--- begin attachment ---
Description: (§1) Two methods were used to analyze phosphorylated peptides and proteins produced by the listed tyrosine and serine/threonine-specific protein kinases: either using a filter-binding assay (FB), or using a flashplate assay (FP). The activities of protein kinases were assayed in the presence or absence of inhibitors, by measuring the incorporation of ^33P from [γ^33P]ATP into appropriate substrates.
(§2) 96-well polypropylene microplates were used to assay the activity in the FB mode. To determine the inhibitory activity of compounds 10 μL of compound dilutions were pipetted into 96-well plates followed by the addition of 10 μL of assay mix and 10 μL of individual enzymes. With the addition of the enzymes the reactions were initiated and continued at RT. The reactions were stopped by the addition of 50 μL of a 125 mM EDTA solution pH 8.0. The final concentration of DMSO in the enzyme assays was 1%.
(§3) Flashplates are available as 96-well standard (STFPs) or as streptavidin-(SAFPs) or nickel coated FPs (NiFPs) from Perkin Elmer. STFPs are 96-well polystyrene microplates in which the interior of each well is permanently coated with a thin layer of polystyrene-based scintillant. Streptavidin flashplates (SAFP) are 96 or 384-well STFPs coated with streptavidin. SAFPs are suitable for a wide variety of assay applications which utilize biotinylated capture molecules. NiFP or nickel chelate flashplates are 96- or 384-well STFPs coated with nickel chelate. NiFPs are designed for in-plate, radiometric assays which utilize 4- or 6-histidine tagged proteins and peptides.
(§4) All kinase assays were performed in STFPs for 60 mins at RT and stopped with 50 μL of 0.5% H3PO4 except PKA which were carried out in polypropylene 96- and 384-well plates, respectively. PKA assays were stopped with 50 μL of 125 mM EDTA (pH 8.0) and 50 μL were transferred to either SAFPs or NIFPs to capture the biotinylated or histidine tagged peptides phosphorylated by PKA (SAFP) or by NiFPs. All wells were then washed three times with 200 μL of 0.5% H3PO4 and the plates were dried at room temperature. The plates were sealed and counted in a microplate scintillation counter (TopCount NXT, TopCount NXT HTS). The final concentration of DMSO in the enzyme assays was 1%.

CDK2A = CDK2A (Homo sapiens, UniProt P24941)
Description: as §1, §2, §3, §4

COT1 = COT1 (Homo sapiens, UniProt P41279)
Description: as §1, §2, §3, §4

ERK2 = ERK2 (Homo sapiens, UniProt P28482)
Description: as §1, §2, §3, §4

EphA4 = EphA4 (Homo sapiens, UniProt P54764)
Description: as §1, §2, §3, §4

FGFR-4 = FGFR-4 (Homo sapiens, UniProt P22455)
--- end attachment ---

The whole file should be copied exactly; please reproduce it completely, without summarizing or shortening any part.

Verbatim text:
Description: (§1) Two methods were used to analyze phosphorylated peptides and proteins produced by the listed tyrosine and serine/threonine-specific protein kinases: either using a filter-binding assay (FB), or using a flashplate assay (FP). The activities of protein kinases were assayed in the presence or absence of inhibitors, by measuring the incorporation of ^33P from [γ^33P]ATP into appropriate substrates.
(§2) 96-well polypropylene microplates were used to assay the activity in the FB mode. To determine the inhibitory activity of compounds 10 μL of compound dilutions were pipetted into 96-well plates followed by the addition of 10 μL of assay mix and 10 μL of individual enzymes. With the addition of the enzymes the reactions were initiated and continued at RT. The reactions were stopped by the addition of 50 μL of a 125 mM EDTA solution pH 8.0. The final concentration of DMSO in the enzyme assays was 1%.
(§3) Flashplates are available as 96-well standard (STFPs) or as streptavidin-(SAFPs) or nickel coated FPs (NiFPs) from Perkin Elmer. STFPs are 96-well polystyrene microplates in which the interior of each well is permanently coated with a thin layer of polystyrene-based scintillant. Streptavidin flashplates (SAFP) are 96 or 384-well STFPs coated with streptavidin. SAFPs are suitable for a wide variety of assay applications which utilize biotinylated capture molecules. NiFP or nickel chelate flashplates are 96- or 384-well STFPs coated with nickel chelate. NiFPs are designed for in-plate, radiometric assays which utilize 4- or 6-histidine tagged proteins and peptides.
(§4) All kinase assays were performed in STFPs for 60 mins at RT and stopped with 50 μL of 0.5% H3PO4 except PKA which were carried out in polypropylene 96- and 384-well plates, respectively. PKA assays were stopped with 50 μL of 125 mM EDTA (pH 8.0) and 50 μL were transferred to either SAFPs or NIFPs to capture the biotinylated or histidine tagged peptides phosphorylated by PKA (SAFP) or by NiFPs. All wells were then washed three times with 200 μL of 0.5% H3PO4 and the plates were dried at room temperature. The plates were sealed and counted in a microplate scintillation counter (TopCount NXT, TopCount NXT HTS). The final concentration of DMSO in the enzyme assays was 1%.

CDK2A = CDK2A (Homo sapiens, UniProt P24941)
Description: as §1, §2, §3, §4

COT1 = COT1 (Homo sapiens, UniProt P41279)
Description: as §1, §2, §3, §4

ERK2 = ERK2 (Homo sapiens, UniProt P28482)
Description: as §1, §2, §3, §4

EphA4 = EphA4 (Homo sapiens, UniProt P54764)
Description: as §1, §2, §3, §4

FGFR-4 = FGFR-4 (Homo sapiens, UniProt P22455)